Income Inequality, Social Inclusion and Mobility Roundtable
Providing comprehensive, reliable, and affordable transport options should be an outcome of transport policy making. However, it is often the case that policymakers do not manage to reconcile all these objectives when developing transport solutions. In particular, many policies fail to provide affordable basic mobility options, hampering access to employment, services, and consumption for low-income populations.
A first challenge is for policy makers to better understand the distributive impacts of transport decisions. These are complex as many interdependent factors have to be taken into account. In addition, considering the ways in which policies in sectors other than transport are intertwined with accessibility and inclusiveness is needed for creating equitable transport systems.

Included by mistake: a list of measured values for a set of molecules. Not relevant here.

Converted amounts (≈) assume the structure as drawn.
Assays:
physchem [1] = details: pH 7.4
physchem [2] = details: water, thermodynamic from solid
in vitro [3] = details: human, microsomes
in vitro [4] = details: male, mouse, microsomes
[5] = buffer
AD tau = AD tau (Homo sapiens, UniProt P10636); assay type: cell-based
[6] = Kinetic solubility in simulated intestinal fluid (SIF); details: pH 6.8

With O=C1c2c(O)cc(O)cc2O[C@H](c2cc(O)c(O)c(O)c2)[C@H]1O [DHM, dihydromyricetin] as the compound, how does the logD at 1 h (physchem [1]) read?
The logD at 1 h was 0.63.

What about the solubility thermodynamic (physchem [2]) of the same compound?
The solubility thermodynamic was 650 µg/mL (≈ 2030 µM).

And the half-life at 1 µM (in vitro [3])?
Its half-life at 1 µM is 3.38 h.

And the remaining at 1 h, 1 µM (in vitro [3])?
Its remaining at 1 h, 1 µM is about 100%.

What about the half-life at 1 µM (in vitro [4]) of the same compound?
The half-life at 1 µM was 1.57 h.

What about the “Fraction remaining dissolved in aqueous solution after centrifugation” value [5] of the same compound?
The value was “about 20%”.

A number of policy tools have been used to address social exclusion worldwide and better evaluation of their performance and outcomes under different conditions would help to build strategies that are more effective in promoting social inclusion. Finally, reconciling affordability with other policy objectives is essential but complex.
Summary and Conclusions
There is significant evidence across countries that lower-income populations tend to suffer more from restricted transport options, have lower quality transport services available to them and travel under worse conditions (safety, security, reliability, comfort). Broad evidence also suggests that the lack of, or poor access to, transport options is central to limitations on access to jobs, educational institutions, health facilities, social networks, etc., which in turn generates a “poverty trap”.
This Roundtable report examines mobility policies with a focus on evaluating their capacity to address transport-related exclusion of lower income groups.
Roundtable Report 164